Based on our experiments, we propose a model for chromatin-regulated Op18 function (Fig. 7). While basal phosphorylation levels would prevent Op18 from sequestering a large fraction of tubulin pool, dephosphorylation by PP2A may generate a steady state level of active Op18. During mitosis, active Plx1 on chromosomes leads to Op18 hyperphosphorylation, preventing its interaction with tubulin dimers and causing local stabilization of microtubules that promotes spindle assembly. Future studies will elucidate the likely involvement of other kinases in Op18 regulation, as well as the relative roles of tubulin sequestering and direct catastrophe-promoting mechanisms in Op18 function.

Acknowledgments

We are grateful to S. Andersen for Op18 constructs, I. Vernos, T. Hirano, and J. Ferrell for antibodies to Xklp1, Topoisomerase II, and MAP kinase, respectively. We thank T. Blank for help with micrococcal nuclease digests, J. Swedlow for advice regarding kinase assays, N. Rao and R. Yue for help generating Op18 constructs, A. Desai for a frog tubulin purification protocol, and G.O. Nads for sperm nuclei. We also thank members of the Heald, Welch, and Weis labs for helpful discussion, and Matthew Welch, Sarah Wignall, and Jennifer Banks for critical reading of the manuscript.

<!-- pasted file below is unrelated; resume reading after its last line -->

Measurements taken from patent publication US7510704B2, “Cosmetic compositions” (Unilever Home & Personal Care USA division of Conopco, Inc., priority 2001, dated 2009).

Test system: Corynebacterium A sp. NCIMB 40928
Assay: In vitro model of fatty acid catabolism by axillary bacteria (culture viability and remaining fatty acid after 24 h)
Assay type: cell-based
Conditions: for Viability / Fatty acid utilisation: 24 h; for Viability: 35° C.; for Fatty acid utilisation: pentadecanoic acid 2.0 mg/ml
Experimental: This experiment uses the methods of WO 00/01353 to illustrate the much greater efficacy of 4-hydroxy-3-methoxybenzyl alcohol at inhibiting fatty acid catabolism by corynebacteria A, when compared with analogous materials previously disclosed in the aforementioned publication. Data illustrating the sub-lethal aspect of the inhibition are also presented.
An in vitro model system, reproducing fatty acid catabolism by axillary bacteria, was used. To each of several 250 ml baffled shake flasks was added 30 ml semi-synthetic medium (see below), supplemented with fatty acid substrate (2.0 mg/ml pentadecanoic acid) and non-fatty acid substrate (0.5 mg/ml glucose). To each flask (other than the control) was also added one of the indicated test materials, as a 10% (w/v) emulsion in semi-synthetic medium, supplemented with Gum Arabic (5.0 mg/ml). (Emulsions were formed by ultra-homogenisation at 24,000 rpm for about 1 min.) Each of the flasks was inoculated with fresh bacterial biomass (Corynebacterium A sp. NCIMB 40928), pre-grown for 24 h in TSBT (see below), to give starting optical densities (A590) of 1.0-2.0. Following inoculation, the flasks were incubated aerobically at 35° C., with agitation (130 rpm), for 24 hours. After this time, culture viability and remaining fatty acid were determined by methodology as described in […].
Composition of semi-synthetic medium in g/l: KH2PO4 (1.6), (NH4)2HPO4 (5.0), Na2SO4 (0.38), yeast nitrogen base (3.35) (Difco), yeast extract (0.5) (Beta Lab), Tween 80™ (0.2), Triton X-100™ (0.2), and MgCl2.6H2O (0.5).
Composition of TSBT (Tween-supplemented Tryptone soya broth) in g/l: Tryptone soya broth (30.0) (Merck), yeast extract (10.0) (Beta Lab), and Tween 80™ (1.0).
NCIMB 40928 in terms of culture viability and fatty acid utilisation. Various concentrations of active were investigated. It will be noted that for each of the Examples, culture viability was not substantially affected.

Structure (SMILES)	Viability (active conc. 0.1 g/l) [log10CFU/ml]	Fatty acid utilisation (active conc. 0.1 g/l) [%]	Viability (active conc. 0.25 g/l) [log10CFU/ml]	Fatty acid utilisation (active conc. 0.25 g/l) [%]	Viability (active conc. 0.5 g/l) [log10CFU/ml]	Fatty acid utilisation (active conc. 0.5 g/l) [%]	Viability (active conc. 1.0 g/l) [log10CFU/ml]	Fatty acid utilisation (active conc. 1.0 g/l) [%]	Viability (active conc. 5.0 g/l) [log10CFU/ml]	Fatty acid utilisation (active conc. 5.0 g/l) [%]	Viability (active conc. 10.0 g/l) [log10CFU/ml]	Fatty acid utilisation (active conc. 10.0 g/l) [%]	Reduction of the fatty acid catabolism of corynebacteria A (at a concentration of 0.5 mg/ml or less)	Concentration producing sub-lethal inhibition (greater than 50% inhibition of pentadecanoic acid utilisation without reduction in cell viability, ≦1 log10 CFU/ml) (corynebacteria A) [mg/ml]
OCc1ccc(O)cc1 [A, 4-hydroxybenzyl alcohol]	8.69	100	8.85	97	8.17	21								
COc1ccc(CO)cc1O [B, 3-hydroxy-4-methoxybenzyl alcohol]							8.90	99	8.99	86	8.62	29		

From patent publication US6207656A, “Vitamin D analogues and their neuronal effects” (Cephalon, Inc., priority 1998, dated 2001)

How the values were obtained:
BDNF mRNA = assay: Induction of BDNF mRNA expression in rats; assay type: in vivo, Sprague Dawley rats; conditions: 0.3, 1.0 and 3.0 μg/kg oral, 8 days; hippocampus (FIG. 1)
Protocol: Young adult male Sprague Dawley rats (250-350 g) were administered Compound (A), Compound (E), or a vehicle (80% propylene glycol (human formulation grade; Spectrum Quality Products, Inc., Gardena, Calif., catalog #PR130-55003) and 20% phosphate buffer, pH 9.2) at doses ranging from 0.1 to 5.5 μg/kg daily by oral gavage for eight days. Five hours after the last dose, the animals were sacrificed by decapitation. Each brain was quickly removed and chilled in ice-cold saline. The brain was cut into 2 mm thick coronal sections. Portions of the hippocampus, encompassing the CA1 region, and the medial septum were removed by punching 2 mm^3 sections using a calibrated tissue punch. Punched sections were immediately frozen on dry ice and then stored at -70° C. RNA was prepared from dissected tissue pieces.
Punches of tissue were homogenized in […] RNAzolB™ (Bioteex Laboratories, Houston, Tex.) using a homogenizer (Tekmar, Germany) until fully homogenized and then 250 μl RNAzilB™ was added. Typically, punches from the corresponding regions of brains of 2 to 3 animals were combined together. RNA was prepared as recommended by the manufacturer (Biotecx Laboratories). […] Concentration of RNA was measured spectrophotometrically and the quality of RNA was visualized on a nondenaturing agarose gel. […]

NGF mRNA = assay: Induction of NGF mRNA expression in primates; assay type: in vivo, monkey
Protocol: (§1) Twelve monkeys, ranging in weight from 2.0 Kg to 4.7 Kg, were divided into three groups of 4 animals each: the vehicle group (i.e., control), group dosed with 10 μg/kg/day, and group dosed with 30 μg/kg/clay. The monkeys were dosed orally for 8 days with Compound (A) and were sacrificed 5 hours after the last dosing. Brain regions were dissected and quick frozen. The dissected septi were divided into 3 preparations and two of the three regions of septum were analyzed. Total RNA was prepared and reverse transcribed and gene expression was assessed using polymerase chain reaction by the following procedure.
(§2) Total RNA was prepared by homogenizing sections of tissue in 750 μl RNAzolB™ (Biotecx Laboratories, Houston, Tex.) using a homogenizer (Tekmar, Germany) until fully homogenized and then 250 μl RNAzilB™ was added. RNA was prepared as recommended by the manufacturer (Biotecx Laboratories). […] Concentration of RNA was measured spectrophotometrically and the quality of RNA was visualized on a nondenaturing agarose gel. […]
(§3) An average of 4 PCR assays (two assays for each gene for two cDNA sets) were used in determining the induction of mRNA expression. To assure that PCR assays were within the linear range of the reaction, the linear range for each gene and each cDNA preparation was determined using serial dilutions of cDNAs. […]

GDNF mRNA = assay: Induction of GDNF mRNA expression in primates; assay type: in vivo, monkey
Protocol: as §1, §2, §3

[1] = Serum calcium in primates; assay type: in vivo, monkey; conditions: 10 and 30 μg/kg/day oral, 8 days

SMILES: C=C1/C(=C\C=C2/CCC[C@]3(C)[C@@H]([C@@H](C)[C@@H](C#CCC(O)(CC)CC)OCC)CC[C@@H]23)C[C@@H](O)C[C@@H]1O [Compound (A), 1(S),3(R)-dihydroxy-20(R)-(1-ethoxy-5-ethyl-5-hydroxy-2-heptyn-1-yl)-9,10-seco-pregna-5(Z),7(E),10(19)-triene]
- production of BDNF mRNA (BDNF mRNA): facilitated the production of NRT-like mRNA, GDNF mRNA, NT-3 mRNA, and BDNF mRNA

R. Heald is supported by the National Institutes of Health, The Pew Charitable Trust, and the Cancer Research Coordinating Committee.

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Abbreviations used in this paper: CSF, cytostatic factor-arrested; MAP, mitogen-activating protein; PP2A, protein phosphatase 2A; WT, wild type.